February 19, 2020
During Black History Month, as we recognize invaluable past and present accomplishments, the ESA Foundation focuses on tomorrow’s innovators.
By Anastasia A. Staten
Black History Month, which began as just a week-long celebration nearly 100 years ago, focuses on the amazing accomplishments of African Americans in this country, both past and present. While the video game industry’s history is relatively short, there’s still a lot to celebrate this month, including the incredible work of people like Morgan Gray, Karisma Williams and Gordon Bellamy.
But at the ESA Foundation, we’re also very much focused on the future.
The beating heart of our mission is a scholarship program that supports women and minority college students aspiring to work in the video game industry. We offer not only monetary and networking support, but a platform enabling students to share their unique voices—a platform, in other words, that empowers them.
So every year, in considering scholarship recipients, we look carefully at the teenage and twentysomething applicants’ records and we listen to their stories. Those stories as well as their backgrounds and passion for playing and creating video games are indicators of the kinds of innovators they may one day be.
“Many years ago, I attended Harvard on an engineering scholarship from AT&T,” says Bellamy, an industry innovator and executive. “Just like that scholarship, these ESA scholarships help afford students time to learn, explore and, in many cases, innovate in their chosen craft.
“For me, the scholarships are one tangible way that our industry shows that these students are of value as they are today. There’s also an expectation and hope that they will be valuable contributors, creators and leaders in the future.”
Accordingly, in honor of Black History Month, I’d like to introduce you to three young, hungry and talented ESA Foundation scholars you’ll more than likely be hearing about in the future. Their energy is palpable, as is their desire to share their ideas, skills and personal experiences with the game-playing public. Get to know them a little now through their scholarship acceptance videos and, in one case, a Q&A:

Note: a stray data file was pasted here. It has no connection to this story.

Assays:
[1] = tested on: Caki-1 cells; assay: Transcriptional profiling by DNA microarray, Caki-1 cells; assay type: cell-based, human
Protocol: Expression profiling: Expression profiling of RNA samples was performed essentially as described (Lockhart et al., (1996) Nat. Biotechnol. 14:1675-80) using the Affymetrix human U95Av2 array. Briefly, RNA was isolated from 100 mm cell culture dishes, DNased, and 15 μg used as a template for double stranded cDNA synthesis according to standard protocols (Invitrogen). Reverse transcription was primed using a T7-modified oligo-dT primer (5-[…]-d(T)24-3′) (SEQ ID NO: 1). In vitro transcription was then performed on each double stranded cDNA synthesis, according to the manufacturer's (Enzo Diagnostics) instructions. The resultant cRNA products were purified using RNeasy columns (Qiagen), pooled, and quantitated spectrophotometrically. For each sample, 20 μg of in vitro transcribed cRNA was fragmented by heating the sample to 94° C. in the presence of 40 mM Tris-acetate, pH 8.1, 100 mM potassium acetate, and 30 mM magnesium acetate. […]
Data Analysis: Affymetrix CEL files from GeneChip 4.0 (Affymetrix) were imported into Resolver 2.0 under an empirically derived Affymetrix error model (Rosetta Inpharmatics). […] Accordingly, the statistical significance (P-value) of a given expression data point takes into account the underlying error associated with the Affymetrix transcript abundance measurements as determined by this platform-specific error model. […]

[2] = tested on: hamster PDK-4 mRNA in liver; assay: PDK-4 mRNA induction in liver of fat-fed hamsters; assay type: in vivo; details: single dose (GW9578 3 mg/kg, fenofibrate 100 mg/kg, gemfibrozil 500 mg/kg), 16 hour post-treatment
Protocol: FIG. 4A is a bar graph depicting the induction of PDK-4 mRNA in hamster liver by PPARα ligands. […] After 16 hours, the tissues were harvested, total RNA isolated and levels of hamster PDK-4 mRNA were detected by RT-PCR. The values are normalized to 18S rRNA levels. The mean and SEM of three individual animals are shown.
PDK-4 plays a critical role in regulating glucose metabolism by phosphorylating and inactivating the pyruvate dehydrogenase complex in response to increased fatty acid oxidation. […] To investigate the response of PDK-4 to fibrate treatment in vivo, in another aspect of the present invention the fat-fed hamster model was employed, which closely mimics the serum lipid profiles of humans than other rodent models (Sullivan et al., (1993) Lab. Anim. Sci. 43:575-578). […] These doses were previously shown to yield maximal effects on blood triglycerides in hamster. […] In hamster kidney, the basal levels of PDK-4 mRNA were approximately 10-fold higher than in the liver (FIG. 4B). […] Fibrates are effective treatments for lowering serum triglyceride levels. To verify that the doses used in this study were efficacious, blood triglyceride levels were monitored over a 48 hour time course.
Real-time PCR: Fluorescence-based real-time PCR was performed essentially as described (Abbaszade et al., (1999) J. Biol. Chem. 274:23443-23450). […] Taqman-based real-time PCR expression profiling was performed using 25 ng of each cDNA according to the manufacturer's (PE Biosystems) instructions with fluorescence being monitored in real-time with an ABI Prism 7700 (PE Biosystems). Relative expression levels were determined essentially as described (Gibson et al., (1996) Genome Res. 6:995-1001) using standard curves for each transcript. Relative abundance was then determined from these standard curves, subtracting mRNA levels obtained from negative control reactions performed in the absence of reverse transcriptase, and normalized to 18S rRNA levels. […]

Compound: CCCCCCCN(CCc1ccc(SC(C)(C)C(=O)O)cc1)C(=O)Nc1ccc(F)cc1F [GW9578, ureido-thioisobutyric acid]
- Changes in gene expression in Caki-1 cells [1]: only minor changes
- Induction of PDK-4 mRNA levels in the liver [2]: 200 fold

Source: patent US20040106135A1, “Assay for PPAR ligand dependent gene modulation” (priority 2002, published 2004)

Freshman, game modeling and design major, DigiPen Institute of Technology
“The video games industry needs diversity to thrive—women, people of color, LGBT+ people and other minorities all deserve the opportunity to tell their stories through games. As a black, bisexual trans man, I rarely feel seen or represented in popular media. I want to change that dynamic, not just for me, but for everyone with a passion for games. Interactive media is a powerful tool for communication, and the message I want to send is: ‘There is power and beauty in everything that makes you different.’”
Watch Cory’s video here.
Freshman, computer science major, Howard University
“In society, we have an idea of what’s right and wrong. Like a thief stealing food to feed their family—is that right or wrong? I’ve been put in a lot of positions like that where I wasn’t directly involved, but I’m on the sideline watching these things happen. In my games, I want to replicate that feeling of being a black kid in a society where some of the things that your family members have to do to survive aren’t deemed right, but they have to do it to survive.”
Hear more from Nyhriel through her Q&A and watch her video here.
Freshman, computer engineering major, University of Colorado at Boulder
“As a child of Ghanaian immigrants, at times I felt like an outcast. Through my love of computers, I found a medium to connect with people and bond over our mutual love of technology. It was the means by which I played, communicated and learned. My dream is to effect change in the world through computers. I want to learn how to build comprehensive software that powers the world around me and helps the less fortunate who have not been able to access the technology I have.”
Watch Denzil’s video here.
Impressed with these students and their voices? If yes, we encourage you to help us nurture such talent by contributing, in one or more ways, including as a mentor, to the ESA Foundation and its programs. For more information, please contact [email protected].